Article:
To emoji or not to emoji? [With pro tips!]

emojis image for blog

It’s been word of the year and a movie. The emoji has become a social media darling.

“Because emoji aren’t just a silly way to decorate messages. They’re a complex, robust form of digital language—one that continues to evolve,” says Wired, in their Guide To Emoji Etiquette.

But not everyone agrees. I 👍 them, my daughter 👎 them. And we’re not alone. The use of emoji in digital communication is a hot topic amongst social media users, experts and researchers.

The general consensus seems to be:
• For personal communication: good
• For professional communication: bad
• For social marketing: good, but use with care

Personal communication

More than 90% of us use them. Emoji help us express emotions where text cannot, and replace text altogether. This study has quantified the impact, finding that “the time and effort involved in using emojis may help maintain and enhance social relationships.”

Professional communication

Readers’ Digest calls it an absolute “no no” to use emoji at work, such as in an email to the boss. Why? Because it may make you “seem incompetent,” according to this study. And this study shows that emoji can create miscommunication.

Social media marketing

Experts recommend using emoji to promote your business or brand on social media. Social Media Today reports that emoji generate:

  • 25.4% more engagement on Twitter
  • 57% more likes, 33% more comments, and 33% more shares on Facebook

Top five pro tips

Careful and creative use of emoji can help your business stand out on social media:

1. Keep it fun and simple: Use emoji to promote a stress-free product or service (think fast food not funeral services). The good: You can order online by texting a pizza emoji to Domino’s. The bad: Chevrolet’s overly cryptic “crack the code” campaign.
2. Consider the risks and benefits to your brand: Mitigate the risks by knowing your target audience and using in the right place at the right time.
3. Learn and follow the ever changing rules of emoji etiquette: For example, Reader’s Digest reminds us that used in a list, “order matters” – “we weep first and then we have a broken heart.” And when writing about them, remember “emoji” is both singular and plural (though you can also say “emojis” because the usage is evolving).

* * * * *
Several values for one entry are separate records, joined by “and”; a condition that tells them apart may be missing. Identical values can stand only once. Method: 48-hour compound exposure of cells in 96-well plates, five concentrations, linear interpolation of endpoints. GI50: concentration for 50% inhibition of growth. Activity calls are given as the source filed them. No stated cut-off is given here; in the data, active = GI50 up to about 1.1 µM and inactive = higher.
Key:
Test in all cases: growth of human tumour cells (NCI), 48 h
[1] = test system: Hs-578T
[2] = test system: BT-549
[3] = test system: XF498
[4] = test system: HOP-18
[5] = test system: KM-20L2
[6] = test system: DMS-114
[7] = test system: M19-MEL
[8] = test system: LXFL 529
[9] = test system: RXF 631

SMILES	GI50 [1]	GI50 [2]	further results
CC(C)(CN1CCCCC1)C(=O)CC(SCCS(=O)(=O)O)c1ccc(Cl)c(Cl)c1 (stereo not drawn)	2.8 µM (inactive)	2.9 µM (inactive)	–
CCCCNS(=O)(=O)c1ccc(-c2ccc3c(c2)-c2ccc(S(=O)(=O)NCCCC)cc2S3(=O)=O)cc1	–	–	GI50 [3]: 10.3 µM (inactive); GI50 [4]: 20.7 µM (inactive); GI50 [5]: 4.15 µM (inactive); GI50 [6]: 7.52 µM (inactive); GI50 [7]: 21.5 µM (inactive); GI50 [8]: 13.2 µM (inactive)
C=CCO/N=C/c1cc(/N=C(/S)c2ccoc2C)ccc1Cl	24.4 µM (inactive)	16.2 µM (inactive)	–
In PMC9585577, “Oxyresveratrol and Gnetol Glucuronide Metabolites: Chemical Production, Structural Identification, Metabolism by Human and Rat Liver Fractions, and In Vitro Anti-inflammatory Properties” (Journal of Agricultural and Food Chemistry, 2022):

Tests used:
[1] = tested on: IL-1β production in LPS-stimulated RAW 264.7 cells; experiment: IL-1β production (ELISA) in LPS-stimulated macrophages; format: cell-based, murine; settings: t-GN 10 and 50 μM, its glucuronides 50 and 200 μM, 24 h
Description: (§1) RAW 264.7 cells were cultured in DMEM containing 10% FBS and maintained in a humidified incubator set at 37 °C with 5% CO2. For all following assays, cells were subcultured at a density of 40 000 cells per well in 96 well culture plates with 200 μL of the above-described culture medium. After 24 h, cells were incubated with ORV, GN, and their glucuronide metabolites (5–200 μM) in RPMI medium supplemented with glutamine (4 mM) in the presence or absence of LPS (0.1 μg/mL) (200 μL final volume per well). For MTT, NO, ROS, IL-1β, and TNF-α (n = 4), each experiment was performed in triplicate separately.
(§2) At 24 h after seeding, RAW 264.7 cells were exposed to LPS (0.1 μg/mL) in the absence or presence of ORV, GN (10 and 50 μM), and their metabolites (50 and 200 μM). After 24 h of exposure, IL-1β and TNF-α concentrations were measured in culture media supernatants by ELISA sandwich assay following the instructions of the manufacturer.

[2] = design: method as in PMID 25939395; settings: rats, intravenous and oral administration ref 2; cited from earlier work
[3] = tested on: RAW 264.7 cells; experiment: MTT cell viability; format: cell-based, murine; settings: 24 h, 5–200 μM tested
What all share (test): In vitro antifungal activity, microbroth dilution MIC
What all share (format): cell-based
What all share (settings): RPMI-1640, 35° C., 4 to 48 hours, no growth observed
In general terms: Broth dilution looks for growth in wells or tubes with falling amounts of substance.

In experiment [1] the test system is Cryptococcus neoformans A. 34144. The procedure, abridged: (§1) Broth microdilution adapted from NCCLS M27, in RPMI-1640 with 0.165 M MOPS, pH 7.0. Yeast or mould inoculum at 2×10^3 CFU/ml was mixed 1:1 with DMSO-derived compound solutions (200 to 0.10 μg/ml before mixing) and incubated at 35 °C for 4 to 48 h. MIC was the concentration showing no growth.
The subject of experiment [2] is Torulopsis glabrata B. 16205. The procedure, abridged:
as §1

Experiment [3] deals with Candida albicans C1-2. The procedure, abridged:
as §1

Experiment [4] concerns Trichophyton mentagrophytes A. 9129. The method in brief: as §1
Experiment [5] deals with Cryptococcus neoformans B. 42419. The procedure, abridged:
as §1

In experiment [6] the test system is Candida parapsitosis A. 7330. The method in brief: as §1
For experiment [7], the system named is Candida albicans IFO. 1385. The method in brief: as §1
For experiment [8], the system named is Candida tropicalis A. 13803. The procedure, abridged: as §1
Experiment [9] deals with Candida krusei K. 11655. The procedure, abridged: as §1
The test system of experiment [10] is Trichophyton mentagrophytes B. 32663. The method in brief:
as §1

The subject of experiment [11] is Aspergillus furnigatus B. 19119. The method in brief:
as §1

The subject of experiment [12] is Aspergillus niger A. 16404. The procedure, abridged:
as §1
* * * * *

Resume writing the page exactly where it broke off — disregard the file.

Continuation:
4. Avoid miscommunication: Use emojipedia to find the best emoji (and what it means) to promote your message and your brand. For example, you may want to think twice before using the peach, unless you’re actually selling peaches!
5. Don’t go it alone: Learn how other businesses have successfully used emoji in their social media campaigns.

How to use:


How not to use:

chevrolet emoji

The emoji isn’t going anywhere. You can even submit a request for the creation of a new emoji.

I think that’s a good thing. I love that we are creating a new language – and a non-text based one at that (great if you’ve got a reading disability).

Do you love or hate emoji? Do you use them at work, just with friends, or both?

Facebook: To emoji or not to emoji? [With pro tips!]
Twitter: To emoji or not to emoji? [With pro tips!]

[Post by Anne Boys]

6 thoughts on “To emoji or not to emoji? [With pro tips!]

  1. Great blog! I try not to use them at work too often however, I sometimes have clients emailing me using emoji’s and my need to respond with one is just too overbearing lol I don’t think it is completely unprofessional but does depend how and when it is being used. Personally, I cannot live without using emoji’s. I use them every day with friends and family, but it could be rather annoying when you are expecting a great response from someone and all you get is a “Thumbs Up”

  2. Great post, made me giggle! I do not use emoji’s in a professional conversation and only use for personal conversations. Emoji’s can be great and fun to have in a personal conversation. I am addicted to Bitmoji’s these days! Have you tried that?

    Once, I received a resume from a potential applicant and I was amazed to see that on cover letter instead of using words, he tried using real emoji’s to say hi, bye, thumbs up, thumbs down, shuttle driver etc. I scanned his cover letter and till today I show it in a classroom on first day of class telling students what they think as that starts and leads to a great conversation about keeping personal and professional lives away!

    • Hello Anuj, That’s a great story! Just goes to show that emoji are for fun, but if you use them incorrectly it can have a negative affect on your career! Thank so much for your comment, Anne

  3. Great post. I do not use emoji’s at work but have received many communications from colleagues and even some bosses with them. I was not aware there was an etiquette and will be certain to share with those who abuse them.

    • Hello Farrah-May, thank you for your comment. Based on the comments on my post, it seems that lots of people are using emoji at work! Yes, I think it’s good to know the etiquette — just as we follow style guides for writing/editing. Best wishes, Anne

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